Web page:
By special request of one of my readers, this post covers again the Royal Academy.
If you haven't been then it is worth going to and is easy to get to. It is a short walk from Piccadilly station just past the splendid Burlington Arcade and opposite Fortnum and Mason's. A hint. If you arrive on the hour you can see the Fortnum clock and two automata emerge from in 18th century dress and nod at it each other.
The Royal Academy is inside an impressive archway, on a site that it shares with a number of other societies such as the Royal Society. There is nearly always an installation in the courtyard. At the moment is a monumental Iron structure, reminiscent somewhat of three blooming overly regular flowers by one of the RA's members, Conrad Shawcross. It is at its best in bright sunlight when the shadows on the paving are intriguing.
There is nearly always an exhibition on. At the moment it is the Summer Exhibition which I have written about previously (see my previous post). The exhibitions are quite pricey unless you are a friend of the academy (when they are free) or have some kind of concession. I have an art pass which gives me 50% off there and most other galleries.
However you can nearly always go in anyway and the building, in its 19th century grandeur is well worth seeing. At the moment there is a free exhibition on by Eileen Cooper. Have a look if you can. If you are there for a paid exhibition take a look afterwards.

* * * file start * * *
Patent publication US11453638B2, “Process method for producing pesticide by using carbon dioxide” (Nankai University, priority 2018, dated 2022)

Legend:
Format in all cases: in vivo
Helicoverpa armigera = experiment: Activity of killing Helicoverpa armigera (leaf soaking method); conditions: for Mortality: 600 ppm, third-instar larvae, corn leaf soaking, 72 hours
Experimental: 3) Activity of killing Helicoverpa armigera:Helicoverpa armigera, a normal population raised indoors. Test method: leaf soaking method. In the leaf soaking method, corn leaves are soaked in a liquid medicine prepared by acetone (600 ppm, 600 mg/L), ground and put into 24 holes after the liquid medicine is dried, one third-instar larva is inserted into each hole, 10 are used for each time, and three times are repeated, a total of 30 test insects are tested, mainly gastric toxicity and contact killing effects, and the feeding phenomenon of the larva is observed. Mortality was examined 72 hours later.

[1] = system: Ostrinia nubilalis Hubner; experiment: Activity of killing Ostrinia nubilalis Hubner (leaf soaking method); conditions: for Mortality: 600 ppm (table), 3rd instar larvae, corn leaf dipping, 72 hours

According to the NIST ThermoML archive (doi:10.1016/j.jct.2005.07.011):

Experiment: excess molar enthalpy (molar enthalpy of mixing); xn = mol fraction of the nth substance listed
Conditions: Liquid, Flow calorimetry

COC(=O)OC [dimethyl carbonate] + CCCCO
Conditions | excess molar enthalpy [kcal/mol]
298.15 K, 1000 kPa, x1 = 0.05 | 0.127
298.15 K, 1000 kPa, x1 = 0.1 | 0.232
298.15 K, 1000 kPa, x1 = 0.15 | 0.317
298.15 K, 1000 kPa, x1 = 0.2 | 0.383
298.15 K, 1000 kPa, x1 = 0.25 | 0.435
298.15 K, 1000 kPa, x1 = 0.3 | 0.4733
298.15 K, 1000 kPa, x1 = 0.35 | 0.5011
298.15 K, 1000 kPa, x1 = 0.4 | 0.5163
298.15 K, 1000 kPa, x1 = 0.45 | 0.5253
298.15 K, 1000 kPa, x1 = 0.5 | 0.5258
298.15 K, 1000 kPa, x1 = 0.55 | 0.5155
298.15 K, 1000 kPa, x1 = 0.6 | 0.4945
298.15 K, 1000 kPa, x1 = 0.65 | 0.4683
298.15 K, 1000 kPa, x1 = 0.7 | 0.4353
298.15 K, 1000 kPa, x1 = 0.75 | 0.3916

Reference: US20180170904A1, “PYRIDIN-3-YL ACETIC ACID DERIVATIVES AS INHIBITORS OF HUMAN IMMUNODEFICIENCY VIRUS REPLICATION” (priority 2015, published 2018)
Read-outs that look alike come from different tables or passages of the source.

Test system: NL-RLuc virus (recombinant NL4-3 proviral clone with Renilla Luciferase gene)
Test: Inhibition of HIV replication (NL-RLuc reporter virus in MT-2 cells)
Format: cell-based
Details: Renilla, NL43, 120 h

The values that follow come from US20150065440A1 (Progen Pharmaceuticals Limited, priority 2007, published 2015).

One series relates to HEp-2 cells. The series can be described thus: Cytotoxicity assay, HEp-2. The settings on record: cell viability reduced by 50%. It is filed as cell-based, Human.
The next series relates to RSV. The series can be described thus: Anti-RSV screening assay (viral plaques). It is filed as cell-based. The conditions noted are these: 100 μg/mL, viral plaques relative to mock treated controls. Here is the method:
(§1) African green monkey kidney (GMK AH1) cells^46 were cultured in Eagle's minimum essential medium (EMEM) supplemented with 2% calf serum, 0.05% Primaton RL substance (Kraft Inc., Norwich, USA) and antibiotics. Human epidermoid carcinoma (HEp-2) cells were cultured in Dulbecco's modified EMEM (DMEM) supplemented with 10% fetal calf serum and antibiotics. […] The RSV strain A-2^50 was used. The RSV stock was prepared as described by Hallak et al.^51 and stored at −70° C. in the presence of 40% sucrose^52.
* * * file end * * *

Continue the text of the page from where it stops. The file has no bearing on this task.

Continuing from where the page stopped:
The calm consistency of a single artist exhibition makes for a nice counterpoint to the hectic summer exhibitions. Through three rooms all the works have a very similar style. Mainly black and white with naïve bold strokes in I think charcoal (or similar) with characteristic over large head and features. It is all relatively recent works so it is not like other exhibitions where you get a retrospective with changing styles. Interesting none the less.
Three works stood out for me. In the first room next to each other there is a woman with a tiger (a common theme) and next to that a man with an elephant. They are witty and striking pieces. By far my favourite though was a picture of the artist’s studio. This is positively funny (in the best possible way). I particularly enjoyed the representation of some of the other works on display in the background of the piece.
If you do go, look at the ceiling in the third room. You won't be disappointed.
William John Mackenzie
I am an artist with a specialism in landscapes and still life. My contact details are here.